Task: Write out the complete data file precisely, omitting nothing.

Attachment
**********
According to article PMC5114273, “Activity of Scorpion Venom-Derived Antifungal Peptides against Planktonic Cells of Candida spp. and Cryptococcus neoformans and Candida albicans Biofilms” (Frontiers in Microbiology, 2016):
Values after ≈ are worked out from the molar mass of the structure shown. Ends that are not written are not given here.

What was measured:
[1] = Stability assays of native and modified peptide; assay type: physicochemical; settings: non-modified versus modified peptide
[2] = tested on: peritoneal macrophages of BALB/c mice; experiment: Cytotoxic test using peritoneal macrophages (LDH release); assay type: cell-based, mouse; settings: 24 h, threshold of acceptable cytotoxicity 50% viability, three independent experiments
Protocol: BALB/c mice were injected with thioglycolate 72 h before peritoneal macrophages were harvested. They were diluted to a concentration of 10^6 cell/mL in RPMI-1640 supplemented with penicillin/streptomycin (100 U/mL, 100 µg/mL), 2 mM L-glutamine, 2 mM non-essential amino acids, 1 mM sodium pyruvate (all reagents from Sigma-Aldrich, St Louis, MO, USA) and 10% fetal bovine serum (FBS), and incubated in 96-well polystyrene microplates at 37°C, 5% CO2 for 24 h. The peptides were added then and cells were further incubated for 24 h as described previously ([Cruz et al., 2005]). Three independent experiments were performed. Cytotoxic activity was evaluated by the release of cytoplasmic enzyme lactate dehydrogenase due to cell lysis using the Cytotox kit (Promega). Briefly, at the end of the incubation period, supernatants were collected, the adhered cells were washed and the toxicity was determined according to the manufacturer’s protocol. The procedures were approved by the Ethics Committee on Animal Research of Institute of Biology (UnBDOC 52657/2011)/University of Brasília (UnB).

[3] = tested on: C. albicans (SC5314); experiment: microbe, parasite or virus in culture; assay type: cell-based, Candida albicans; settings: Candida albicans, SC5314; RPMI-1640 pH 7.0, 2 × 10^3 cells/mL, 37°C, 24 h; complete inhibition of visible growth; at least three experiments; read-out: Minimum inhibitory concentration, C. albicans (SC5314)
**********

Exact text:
According to article PMC5114273, “Activity of Scorpion Venom-Derived Antifungal Peptides against Planktonic Cells of Candida spp. and Cryptococcus neoformans and Candida albicans Biofilms” (Frontiers in Microbiology, 2016):
Values after ≈ are worked out from the molar mass of the structure shown. Ends that are not written are not given here.

What was measured:
[1] = Stability assays of native and modified peptide; assay type: physicochemical; settings: non-modified versus modified peptide
[2] = tested on: peritoneal macrophages of BALB/c mice; experiment: Cytotoxic test using peritoneal macrophages (LDH release); assay type: cell-based, mouse; settings: 24 h, threshold of acceptable cytotoxicity 50% viability, three independent experiments
Protocol: BALB/c mice were injected with thioglycolate 72 h before peritoneal macrophages were harvested. They were diluted to a concentration of 10^6 cell/mL in RPMI-1640 supplemented with penicillin/streptomycin (100 U/mL, 100 µg/mL), 2 mM L-glutamine, 2 mM non-essential amino acids, 1 mM sodium pyruvate (all reagents from Sigma-Aldrich, St Louis, MO, USA) and 10% fetal bovine serum (FBS), and incubated in 96-well polystyrene microplates at 37°C, 5% CO2 for 24 h. The peptides were added then and cells were further incubated for 24 h as described previously ([Cruz et al., 2005]). Three independent experiments were performed. Cytotoxic activity was evaluated by the release of cytoplasmic enzyme lactate dehydrogenase due to cell lysis using the Cytotox kit (Promega). Briefly, at the end of the incubation period, supernatants were collected, the adhered cells were washed and the toxicity was determined according to the manufacturer’s protocol. The procedures were approved by the Ethics Committee on Animal Research of Institute of Biology (UnBDOC 52657/2011)/University of Brasília (UnB).

[3] = tested on: C. albicans (SC5314); experiment: microbe, parasite or virus in culture; assay type: cell-based, Candida albicans; settings: Candida albicans, SC5314; RPMI-1640 pH 7.0, 2 × 10^3 cells/mL, 37°C, 24 h; complete inhibition of visible growth; at least three experiments; read-out: Minimum inhibitory concentration, C. albicans (SC5314)